What is Social and Emotional Learning?

Social and Emotional Learning (SEL) is “the process through which all young people and adults acquire and apply the knowledge, skills, and attitudes to develop healthy identities, manage emotions and achieve personal and collective goals, feel and show empathy for others, establish and maintain supportive relationships, and make responsible and caring decisions” (CASEL, 2021). Social and emotional learning provides the basis for the universal supports for behavior and wellbeing in the MTSS framework. There are 5 interrelated SEL competencies which exist across contexts and are integrated within the MTSS/SWPBIS framework in order to address the education of the whole child and facilitate their success in the classroom and the community. SEL can and should be used as a lever to address issues of equity in schools (e.g. NYSED, 2018). To see research on the benefits of SEL and the impact of SEL on students and adults, see the CASEL website.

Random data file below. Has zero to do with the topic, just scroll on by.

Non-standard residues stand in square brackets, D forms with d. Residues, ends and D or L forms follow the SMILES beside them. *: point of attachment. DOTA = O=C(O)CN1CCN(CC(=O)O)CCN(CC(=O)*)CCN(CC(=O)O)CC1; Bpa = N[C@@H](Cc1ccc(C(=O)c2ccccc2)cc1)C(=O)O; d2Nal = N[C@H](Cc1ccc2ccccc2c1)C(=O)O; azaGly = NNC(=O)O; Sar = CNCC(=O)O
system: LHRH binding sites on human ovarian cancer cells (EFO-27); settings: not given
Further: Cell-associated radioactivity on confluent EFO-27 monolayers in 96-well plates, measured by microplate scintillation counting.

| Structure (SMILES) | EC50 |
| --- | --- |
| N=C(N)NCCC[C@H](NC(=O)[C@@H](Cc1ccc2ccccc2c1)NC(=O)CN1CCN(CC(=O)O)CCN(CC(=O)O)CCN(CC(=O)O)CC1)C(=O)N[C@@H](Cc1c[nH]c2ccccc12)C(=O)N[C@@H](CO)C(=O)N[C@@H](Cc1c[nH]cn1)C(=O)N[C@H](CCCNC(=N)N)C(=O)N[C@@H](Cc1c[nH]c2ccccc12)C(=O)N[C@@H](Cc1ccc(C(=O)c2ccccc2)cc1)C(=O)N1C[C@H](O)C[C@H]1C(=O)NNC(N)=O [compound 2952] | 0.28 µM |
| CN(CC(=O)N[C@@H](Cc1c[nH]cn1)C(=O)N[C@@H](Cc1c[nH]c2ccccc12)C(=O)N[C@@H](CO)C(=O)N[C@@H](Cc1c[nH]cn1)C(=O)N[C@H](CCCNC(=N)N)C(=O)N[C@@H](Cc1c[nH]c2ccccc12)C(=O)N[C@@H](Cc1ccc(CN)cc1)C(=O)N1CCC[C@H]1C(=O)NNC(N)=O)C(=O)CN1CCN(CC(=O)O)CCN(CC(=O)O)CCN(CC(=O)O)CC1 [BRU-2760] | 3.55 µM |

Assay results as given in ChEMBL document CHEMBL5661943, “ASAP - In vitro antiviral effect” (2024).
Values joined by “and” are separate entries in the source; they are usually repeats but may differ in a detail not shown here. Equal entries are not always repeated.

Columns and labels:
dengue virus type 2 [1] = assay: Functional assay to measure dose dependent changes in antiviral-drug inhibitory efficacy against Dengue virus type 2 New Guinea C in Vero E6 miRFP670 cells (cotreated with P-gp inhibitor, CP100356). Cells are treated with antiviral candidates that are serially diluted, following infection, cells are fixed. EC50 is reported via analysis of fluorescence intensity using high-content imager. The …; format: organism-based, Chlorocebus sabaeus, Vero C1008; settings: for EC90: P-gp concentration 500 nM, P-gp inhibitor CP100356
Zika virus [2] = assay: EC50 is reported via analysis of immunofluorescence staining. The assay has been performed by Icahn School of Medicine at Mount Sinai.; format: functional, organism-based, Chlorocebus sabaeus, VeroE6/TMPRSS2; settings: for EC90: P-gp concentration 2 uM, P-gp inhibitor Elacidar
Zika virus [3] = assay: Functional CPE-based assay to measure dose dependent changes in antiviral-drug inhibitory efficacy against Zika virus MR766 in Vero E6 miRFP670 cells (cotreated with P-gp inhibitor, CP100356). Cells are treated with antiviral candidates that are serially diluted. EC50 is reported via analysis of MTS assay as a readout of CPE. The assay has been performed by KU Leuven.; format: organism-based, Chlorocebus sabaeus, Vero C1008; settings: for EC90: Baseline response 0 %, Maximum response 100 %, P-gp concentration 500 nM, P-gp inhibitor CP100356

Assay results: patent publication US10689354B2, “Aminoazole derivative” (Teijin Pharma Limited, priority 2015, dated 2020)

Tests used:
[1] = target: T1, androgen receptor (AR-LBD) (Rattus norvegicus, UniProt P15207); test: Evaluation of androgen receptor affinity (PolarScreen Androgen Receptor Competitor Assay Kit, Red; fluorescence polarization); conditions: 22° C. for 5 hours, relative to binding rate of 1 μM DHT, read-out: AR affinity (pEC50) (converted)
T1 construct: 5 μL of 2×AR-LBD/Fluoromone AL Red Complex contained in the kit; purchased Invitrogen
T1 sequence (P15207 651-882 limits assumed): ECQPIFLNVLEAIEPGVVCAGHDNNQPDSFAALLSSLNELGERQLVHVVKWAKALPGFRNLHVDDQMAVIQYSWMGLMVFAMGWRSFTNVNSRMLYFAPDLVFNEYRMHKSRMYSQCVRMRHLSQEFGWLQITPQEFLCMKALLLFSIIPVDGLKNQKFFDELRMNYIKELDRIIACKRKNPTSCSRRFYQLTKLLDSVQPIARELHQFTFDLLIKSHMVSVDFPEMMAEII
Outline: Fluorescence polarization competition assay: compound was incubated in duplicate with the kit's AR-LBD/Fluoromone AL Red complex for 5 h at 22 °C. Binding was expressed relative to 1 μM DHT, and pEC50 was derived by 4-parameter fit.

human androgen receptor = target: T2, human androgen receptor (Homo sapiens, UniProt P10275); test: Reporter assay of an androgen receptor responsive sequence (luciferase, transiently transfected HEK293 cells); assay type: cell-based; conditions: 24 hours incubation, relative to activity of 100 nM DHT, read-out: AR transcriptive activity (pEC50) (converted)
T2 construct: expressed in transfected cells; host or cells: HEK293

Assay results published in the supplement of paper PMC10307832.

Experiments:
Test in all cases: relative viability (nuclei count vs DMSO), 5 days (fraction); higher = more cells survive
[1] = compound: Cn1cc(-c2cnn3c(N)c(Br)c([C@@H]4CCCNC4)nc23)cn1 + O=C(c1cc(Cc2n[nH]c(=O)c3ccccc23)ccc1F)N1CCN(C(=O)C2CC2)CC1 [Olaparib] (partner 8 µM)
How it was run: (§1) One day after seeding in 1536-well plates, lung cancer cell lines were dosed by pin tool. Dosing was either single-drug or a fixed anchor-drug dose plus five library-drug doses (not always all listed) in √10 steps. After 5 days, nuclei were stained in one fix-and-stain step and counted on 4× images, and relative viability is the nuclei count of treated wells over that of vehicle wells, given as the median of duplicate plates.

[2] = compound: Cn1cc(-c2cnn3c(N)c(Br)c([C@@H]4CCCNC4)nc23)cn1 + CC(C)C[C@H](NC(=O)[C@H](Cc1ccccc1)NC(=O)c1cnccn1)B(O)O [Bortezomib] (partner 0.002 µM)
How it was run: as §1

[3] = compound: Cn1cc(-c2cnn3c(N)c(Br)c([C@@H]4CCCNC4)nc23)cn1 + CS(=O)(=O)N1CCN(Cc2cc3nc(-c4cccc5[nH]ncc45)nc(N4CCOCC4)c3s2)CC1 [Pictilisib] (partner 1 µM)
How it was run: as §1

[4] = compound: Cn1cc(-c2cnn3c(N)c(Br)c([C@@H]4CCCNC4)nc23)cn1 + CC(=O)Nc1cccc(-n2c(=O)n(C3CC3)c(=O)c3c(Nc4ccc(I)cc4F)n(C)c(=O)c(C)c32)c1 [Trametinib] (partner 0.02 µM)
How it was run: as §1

SEL in Delaware

Social Emotional Learning has been a longstanding priority for the Delaware Department of Education. DDOE and stakeholders from districts, charters, schools, and community members, including members of the DE-PBS Project, partnered with the Collaborative for Academic, Social, and Emotional Learning (CASEL) in recent years to expand the integration of SEL throughout the state. This partnership led to the development of statewide SEL competencies, implementation resources, and creation of tools to support the integration of SEL into academic content areas. A practical Delaware SEL Toolkit is also available.

PBIS/SEL Alignment and Integration